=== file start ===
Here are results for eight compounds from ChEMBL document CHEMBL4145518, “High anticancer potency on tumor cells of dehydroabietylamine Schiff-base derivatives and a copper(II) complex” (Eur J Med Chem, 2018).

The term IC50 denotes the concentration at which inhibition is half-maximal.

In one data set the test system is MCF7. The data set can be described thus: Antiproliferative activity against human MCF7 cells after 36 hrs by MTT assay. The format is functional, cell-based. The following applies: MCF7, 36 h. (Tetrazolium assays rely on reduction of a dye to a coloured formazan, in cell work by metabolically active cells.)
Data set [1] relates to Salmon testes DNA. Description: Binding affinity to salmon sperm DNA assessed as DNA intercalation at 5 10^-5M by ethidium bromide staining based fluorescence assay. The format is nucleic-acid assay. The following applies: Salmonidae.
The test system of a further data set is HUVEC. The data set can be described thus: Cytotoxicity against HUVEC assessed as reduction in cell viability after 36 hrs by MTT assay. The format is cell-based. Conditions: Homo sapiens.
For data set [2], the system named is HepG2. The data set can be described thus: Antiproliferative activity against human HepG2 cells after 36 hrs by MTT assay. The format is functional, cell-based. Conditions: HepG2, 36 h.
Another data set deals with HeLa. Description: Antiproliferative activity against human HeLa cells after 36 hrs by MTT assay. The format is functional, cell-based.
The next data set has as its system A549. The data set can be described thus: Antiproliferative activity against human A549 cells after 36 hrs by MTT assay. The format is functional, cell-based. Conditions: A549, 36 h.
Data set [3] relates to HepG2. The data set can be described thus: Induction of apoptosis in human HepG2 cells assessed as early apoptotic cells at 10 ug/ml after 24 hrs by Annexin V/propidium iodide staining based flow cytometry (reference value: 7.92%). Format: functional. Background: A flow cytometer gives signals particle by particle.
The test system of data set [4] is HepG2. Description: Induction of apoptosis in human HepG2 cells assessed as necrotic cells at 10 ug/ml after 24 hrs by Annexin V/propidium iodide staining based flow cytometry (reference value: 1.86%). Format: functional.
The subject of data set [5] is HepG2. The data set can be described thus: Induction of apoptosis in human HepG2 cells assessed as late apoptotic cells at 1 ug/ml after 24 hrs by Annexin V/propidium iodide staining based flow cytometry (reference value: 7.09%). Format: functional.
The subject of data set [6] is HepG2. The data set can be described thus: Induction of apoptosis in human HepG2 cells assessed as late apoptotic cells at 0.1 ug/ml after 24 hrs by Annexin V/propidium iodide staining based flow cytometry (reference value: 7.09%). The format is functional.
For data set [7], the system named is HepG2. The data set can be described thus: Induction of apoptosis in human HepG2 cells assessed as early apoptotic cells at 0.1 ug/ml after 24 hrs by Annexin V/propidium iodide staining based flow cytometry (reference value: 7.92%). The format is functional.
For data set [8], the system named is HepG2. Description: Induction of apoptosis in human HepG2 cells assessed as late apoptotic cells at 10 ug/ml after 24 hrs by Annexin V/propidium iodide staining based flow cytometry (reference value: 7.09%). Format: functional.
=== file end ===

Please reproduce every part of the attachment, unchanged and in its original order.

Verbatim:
Here are results for eight compounds from ChEMBL document CHEMBL4145518, “High anticancer potency on tumor cells of dehydroabietylamine Schiff-base derivatives and a copper(II) complex” (Eur J Med Chem, 2018).

The term IC50 denotes the concentration at which inhibition is half-maximal.

In one data set the test system is MCF7. The data set can be described thus: Antiproliferative activity against human MCF7 cells after 36 hrs by MTT assay. The format is functional, cell-based. The following applies: MCF7, 36 h. (Tetrazolium assays rely on reduction of a dye to a coloured formazan, in cell work by metabolically active cells.)
Data set [1] relates to Salmon testes DNA. Description: Binding affinity to salmon sperm DNA assessed as DNA intercalation at 5 10^-5M by ethidium bromide staining based fluorescence assay. The format is nucleic-acid assay. The following applies: Salmonidae.
The test system of a further data set is HUVEC. The data set can be described thus: Cytotoxicity against HUVEC assessed as reduction in cell viability after 36 hrs by MTT assay. The format is cell-based. Conditions: Homo sapiens.
For data set [2], the system named is HepG2. The data set can be described thus: Antiproliferative activity against human HepG2 cells after 36 hrs by MTT assay. The format is functional, cell-based. Conditions: HepG2, 36 h.
Another data set deals with HeLa. Description: Antiproliferative activity against human HeLa cells after 36 hrs by MTT assay. The format is functional, cell-based.
The next data set has as its system A549. The data set can be described thus: Antiproliferative activity against human A549 cells after 36 hrs by MTT assay. The format is functional, cell-based. Conditions: A549, 36 h.
Data set [3] relates to HepG2. The data set can be described thus: Induction of apoptosis in human HepG2 cells assessed as early apoptotic cells at 10 ug/ml after 24 hrs by Annexin V/propidium iodide staining based flow cytometry (reference value: 7.92%). Format: functional. Background: A flow cytometer gives signals particle by particle.
The test system of data set [4] is HepG2. Description: Induction of apoptosis in human HepG2 cells assessed as necrotic cells at 10 ug/ml after 24 hrs by Annexin V/propidium iodide staining based flow cytometry (reference value: 1.86%). Format: functional.
The subject of data set [5] is HepG2. The data set can be described thus: Induction of apoptosis in human HepG2 cells assessed as late apoptotic cells at 1 ug/ml after 24 hrs by Annexin V/propidium iodide staining based flow cytometry (reference value: 7.09%). Format: functional.
The subject of data set [6] is HepG2. The data set can be described thus: Induction of apoptosis in human HepG2 cells assessed as late apoptotic cells at 0.1 ug/ml after 24 hrs by Annexin V/propidium iodide staining based flow cytometry (reference value: 7.09%). The format is functional.
For data set [7], the system named is HepG2. The data set can be described thus: Induction of apoptosis in human HepG2 cells assessed as early apoptotic cells at 0.1 ug/ml after 24 hrs by Annexin V/propidium iodide staining based flow cytometry (reference value: 7.92%). The format is functional.
For data set [8], the system named is HepG2. Description: Induction of apoptosis in human HepG2 cells assessed as late apoptotic cells at 10 ug/ml after 24 hrs by Annexin V/propidium iodide staining based flow cytometry (reference value: 7.09%). Format: functional.